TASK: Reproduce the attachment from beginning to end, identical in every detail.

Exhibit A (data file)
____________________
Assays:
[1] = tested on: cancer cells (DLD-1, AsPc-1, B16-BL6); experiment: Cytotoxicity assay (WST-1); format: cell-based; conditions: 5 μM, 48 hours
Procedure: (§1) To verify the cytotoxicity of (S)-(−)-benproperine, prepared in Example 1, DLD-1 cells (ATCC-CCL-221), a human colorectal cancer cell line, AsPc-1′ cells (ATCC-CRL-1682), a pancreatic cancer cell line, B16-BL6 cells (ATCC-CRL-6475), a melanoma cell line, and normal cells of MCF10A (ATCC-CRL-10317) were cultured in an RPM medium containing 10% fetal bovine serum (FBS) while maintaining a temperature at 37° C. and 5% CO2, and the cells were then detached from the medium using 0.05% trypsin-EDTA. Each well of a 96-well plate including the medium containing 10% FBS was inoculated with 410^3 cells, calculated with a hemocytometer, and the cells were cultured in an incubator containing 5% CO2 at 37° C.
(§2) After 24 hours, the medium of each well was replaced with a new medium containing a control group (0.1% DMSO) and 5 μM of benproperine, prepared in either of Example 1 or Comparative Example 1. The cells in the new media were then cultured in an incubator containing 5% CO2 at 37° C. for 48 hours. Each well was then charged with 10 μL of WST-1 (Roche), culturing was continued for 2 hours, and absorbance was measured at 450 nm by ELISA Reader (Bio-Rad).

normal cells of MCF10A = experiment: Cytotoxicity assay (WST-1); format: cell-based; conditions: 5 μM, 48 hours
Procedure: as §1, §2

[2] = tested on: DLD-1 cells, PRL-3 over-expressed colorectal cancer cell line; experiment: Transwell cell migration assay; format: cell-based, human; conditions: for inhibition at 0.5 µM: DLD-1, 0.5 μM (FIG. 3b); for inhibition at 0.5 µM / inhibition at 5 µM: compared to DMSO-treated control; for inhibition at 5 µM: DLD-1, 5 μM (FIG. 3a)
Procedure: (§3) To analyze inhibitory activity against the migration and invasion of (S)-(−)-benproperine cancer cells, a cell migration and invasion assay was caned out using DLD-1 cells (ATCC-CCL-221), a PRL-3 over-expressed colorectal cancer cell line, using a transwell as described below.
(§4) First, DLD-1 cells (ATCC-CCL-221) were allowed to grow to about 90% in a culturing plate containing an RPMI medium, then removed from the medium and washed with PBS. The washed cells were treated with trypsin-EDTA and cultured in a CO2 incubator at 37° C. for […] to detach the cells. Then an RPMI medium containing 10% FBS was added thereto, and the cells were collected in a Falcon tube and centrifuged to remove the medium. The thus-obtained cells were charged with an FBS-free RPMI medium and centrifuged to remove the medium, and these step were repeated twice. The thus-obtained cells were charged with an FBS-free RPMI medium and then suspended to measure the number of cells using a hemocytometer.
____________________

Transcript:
Assays:
[1] = tested on: cancer cells (DLD-1, AsPc-1, B16-BL6); experiment: Cytotoxicity assay (WST-1); format: cell-based; conditions: 5 μM, 48 hours
Procedure: (§1) To verify the cytotoxicity of (S)-(−)-benproperine, prepared in Example 1, DLD-1 cells (ATCC-CCL-221), a human colorectal cancer cell line, AsPc-1′ cells (ATCC-CRL-1682), a pancreatic cancer cell line, B16-BL6 cells (ATCC-CRL-6475), a melanoma cell line, and normal cells of MCF10A (ATCC-CRL-10317) were cultured in an RPM medium containing 10% fetal bovine serum (FBS) while maintaining a temperature at 37° C. and 5% CO2, and the cells were then detached from the medium using 0.05% trypsin-EDTA. Each well of a 96-well plate including the medium containing 10% FBS was inoculated with 410^3 cells, calculated with a hemocytometer, and the cells were cultured in an incubator containing 5% CO2 at 37° C.
(§2) After 24 hours, the medium of each well was replaced with a new medium containing a control group (0.1% DMSO) and 5 μM of benproperine, prepared in either of Example 1 or Comparative Example 1. The cells in the new media were then cultured in an incubator containing 5% CO2 at 37° C. for 48 hours. Each well was then charged with 10 μL of WST-1 (Roche), culturing was continued for 2 hours, and absorbance was measured at 450 nm by ELISA Reader (Bio-Rad).

normal cells of MCF10A = experiment: Cytotoxicity assay (WST-1); format: cell-based; conditions: 5 μM, 48 hours
Procedure: as §1, §2

[2] = tested on: DLD-1 cells, PRL-3 over-expressed colorectal cancer cell line; experiment: Transwell cell migration assay; format: cell-based, human; conditions: for inhibition at 0.5 µM: DLD-1, 0.5 μM (FIG. 3b); for inhibition at 0.5 µM / inhibition at 5 µM: compared to DMSO-treated control; for inhibition at 5 µM: DLD-1, 5 μM (FIG. 3a)
Procedure: (§3) To analyze inhibitory activity against the migration and invasion of (S)-(−)-benproperine cancer cells, a cell migration and invasion assay was caned out using DLD-1 cells (ATCC-CCL-221), a PRL-3 over-expressed colorectal cancer cell line, using a transwell as described below.
(§4) First, DLD-1 cells (ATCC-CCL-221) were allowed to grow to about 90% in a culturing plate containing an RPMI medium, then removed from the medium and washed with PBS. The washed cells were treated with trypsin-EDTA and cultured in a CO2 incubator at 37° C. for […] to detach the cells. Then an RPMI medium containing 10% FBS was added thereto, and the cells were collected in a Falcon tube and centrifuged to remove the medium. The thus-obtained cells were charged with an FBS-free RPMI medium and centrifuged to remove the medium, and these step were repeated twice. The thus-obtained cells were charged with an FBS-free RPMI medium and then suspended to measure the number of cells using a hemocytometer.